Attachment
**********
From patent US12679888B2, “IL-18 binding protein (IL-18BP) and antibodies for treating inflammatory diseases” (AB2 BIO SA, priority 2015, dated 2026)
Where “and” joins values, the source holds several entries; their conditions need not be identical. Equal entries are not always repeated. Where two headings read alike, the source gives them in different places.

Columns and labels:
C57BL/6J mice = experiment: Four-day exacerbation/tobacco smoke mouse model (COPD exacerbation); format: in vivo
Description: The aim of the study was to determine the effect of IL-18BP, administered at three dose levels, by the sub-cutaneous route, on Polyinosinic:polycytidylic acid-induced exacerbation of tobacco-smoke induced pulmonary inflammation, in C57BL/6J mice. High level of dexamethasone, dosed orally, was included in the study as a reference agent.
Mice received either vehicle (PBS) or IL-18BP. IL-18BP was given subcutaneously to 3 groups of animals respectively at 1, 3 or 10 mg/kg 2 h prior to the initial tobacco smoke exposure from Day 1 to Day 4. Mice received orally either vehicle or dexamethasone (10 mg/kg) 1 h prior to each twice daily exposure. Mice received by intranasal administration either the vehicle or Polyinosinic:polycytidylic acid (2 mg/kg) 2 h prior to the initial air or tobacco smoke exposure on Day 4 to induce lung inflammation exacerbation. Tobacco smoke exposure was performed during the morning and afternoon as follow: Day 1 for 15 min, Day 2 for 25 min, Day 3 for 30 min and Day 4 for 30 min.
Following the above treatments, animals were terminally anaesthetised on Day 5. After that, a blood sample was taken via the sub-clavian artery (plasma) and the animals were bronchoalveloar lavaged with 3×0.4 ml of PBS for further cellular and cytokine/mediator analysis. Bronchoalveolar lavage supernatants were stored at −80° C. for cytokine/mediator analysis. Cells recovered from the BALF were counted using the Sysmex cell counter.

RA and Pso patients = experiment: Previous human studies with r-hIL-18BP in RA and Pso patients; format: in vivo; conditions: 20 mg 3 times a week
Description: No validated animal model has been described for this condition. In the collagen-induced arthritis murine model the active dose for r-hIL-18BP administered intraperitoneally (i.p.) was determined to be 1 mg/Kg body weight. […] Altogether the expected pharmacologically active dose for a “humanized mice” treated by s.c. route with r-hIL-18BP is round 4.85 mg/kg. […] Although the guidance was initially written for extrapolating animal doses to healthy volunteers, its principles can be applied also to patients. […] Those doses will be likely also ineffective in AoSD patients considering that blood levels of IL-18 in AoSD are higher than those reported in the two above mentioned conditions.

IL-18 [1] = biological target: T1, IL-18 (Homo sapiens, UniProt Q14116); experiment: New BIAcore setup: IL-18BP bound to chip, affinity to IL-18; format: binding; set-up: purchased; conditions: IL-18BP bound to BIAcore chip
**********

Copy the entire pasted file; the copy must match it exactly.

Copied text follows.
From patent US12679888B2, “IL-18 binding protein (IL-18BP) and antibodies for treating inflammatory diseases” (AB2 BIO SA, priority 2015, dated 2026)
Where “and” joins values, the source holds several entries; their conditions need not be identical. Equal entries are not always repeated. Where two headings read alike, the source gives them in different places.

Columns and labels:
C57BL/6J mice = experiment: Four-day exacerbation/tobacco smoke mouse model (COPD exacerbation); format: in vivo
Description: The aim of the study was to determine the effect of IL-18BP, administered at three dose levels, by the sub-cutaneous route, on Polyinosinic:polycytidylic acid-induced exacerbation of tobacco-smoke induced pulmonary inflammation, in C57BL/6J mice. High level of dexamethasone, dosed orally, was included in the study as a reference agent.
Mice received either vehicle (PBS) or IL-18BP. IL-18BP was given subcutaneously to 3 groups of animals respectively at 1, 3 or 10 mg/kg 2 h prior to the initial tobacco smoke exposure from Day 1 to Day 4. Mice received orally either vehicle or dexamethasone (10 mg/kg) 1 h prior to each twice daily exposure. Mice received by intranasal administration either the vehicle or Polyinosinic:polycytidylic acid (2 mg/kg) 2 h prior to the initial air or tobacco smoke exposure on Day 4 to induce lung inflammation exacerbation. Tobacco smoke exposure was performed during the morning and afternoon as follow: Day 1 for 15 min, Day 2 for 25 min, Day 3 for 30 min and Day 4 for 30 min.
Following the above treatments, animals were terminally anaesthetised on Day 5. After that, a blood sample was taken via the sub-clavian artery (plasma) and the animals were bronchoalveloar lavaged with 3×0.4 ml of PBS for further cellular and cytokine/mediator analysis. Bronchoalveolar lavage supernatants were stored at −80° C. for cytokine/mediator analysis. Cells recovered from the BALF were counted using the Sysmex cell counter.

RA and Pso patients = experiment: Previous human studies with r-hIL-18BP in RA and Pso patients; format: in vivo; conditions: 20 mg 3 times a week
Description: No validated animal model has been described for this condition. In the collagen-induced arthritis murine model the active dose for r-hIL-18BP administered intraperitoneally (i.p.) was determined to be 1 mg/Kg body weight. […] Altogether the expected pharmacologically active dose for a “humanized mice” treated by s.c. route with r-hIL-18BP is round 4.85 mg/kg. […] Although the guidance was initially written for extrapolating animal doses to healthy volunteers, its principles can be applied also to patients. […] Those doses will be likely also ineffective in AoSD patients considering that blood levels of IL-18 in AoSD are higher than those reported in the two above mentioned conditions.

IL-18 [1] = biological target: T1, IL-18 (Homo sapiens, UniProt Q14116); experiment: New BIAcore setup: IL-18BP bound to chip, affinity to IL-18; format: binding; set-up: purchased; conditions: IL-18BP bound to BIAcore chip